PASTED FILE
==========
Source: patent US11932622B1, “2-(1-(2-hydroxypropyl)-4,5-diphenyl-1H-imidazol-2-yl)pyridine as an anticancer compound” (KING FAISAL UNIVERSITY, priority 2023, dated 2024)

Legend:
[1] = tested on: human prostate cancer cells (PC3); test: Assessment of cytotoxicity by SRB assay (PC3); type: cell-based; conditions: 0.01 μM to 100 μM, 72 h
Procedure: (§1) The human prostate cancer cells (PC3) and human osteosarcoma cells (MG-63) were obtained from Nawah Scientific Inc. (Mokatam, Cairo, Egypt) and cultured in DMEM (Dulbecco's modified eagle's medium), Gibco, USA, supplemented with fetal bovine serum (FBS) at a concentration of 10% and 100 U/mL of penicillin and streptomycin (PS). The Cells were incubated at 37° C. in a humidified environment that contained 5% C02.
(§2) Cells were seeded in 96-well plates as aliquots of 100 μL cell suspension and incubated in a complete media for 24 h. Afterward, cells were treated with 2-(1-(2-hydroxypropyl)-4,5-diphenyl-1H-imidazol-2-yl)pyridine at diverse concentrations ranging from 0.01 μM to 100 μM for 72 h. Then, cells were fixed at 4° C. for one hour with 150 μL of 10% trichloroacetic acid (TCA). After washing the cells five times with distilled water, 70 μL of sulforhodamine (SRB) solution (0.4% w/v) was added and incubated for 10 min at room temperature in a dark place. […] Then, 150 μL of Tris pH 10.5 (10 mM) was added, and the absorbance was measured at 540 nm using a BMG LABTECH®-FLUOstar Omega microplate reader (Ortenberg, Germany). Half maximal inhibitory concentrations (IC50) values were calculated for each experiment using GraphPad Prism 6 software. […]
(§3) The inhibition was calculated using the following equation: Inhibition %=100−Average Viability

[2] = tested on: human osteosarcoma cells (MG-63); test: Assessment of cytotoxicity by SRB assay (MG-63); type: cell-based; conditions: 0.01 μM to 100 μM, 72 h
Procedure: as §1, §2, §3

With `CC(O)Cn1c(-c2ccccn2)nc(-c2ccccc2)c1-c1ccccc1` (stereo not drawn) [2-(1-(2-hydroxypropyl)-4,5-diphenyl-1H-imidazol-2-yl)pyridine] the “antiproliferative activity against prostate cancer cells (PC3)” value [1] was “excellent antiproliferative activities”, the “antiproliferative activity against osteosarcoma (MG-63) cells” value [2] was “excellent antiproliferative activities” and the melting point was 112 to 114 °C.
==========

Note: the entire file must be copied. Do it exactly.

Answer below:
Source: patent US11932622B1, “2-(1-(2-hydroxypropyl)-4,5-diphenyl-1H-imidazol-2-yl)pyridine as an anticancer compound” (KING FAISAL UNIVERSITY, priority 2023, dated 2024)

Legend:
[1] = tested on: human prostate cancer cells (PC3); test: Assessment of cytotoxicity by SRB assay (PC3); type: cell-based; conditions: 0.01 μM to 100 μM, 72 h
Procedure: (§1) The human prostate cancer cells (PC3) and human osteosarcoma cells (MG-63) were obtained from Nawah Scientific Inc. (Mokatam, Cairo, Egypt) and cultured in DMEM (Dulbecco's modified eagle's medium), Gibco, USA, supplemented with fetal bovine serum (FBS) at a concentration of 10% and 100 U/mL of penicillin and streptomycin (PS). The Cells were incubated at 37° C. in a humidified environment that contained 5% C02.
(§2) Cells were seeded in 96-well plates as aliquots of 100 μL cell suspension and incubated in a complete media for 24 h. Afterward, cells were treated with 2-(1-(2-hydroxypropyl)-4,5-diphenyl-1H-imidazol-2-yl)pyridine at diverse concentrations ranging from 0.01 μM to 100 μM for 72 h. Then, cells were fixed at 4° C. for one hour with 150 μL of 10% trichloroacetic acid (TCA). After washing the cells five times with distilled water, 70 μL of sulforhodamine (SRB) solution (0.4% w/v) was added and incubated for 10 min at room temperature in a dark place. […] Then, 150 μL of Tris pH 10.5 (10 mM) was added, and the absorbance was measured at 540 nm using a BMG LABTECH®-FLUOstar Omega microplate reader (Ortenberg, Germany). Half maximal inhibitory concentrations (IC50) values were calculated for each experiment using GraphPad Prism 6 software. […]
(§3) The inhibition was calculated using the following equation: Inhibition %=100−Average Viability

[2] = tested on: human osteosarcoma cells (MG-63); test: Assessment of cytotoxicity by SRB assay (MG-63); type: cell-based; conditions: 0.01 μM to 100 μM, 72 h
Procedure: as §1, §2, §3

With `CC(O)Cn1c(-c2ccccn2)nc(-c2ccccc2)c1-c1ccccc1` (stereo not drawn) [2-(1-(2-hydroxypropyl)-4,5-diphenyl-1H-imidazol-2-yl)pyridine] the “antiproliferative activity against prostate cancer cells (PC3)” value [1] was “excellent antiproliferative activities”, the “antiproliferative activity against osteosarcoma (MG-63) cells” value [2] was “excellent antiproliferative activities” and the melting point was 112 to 114 °C.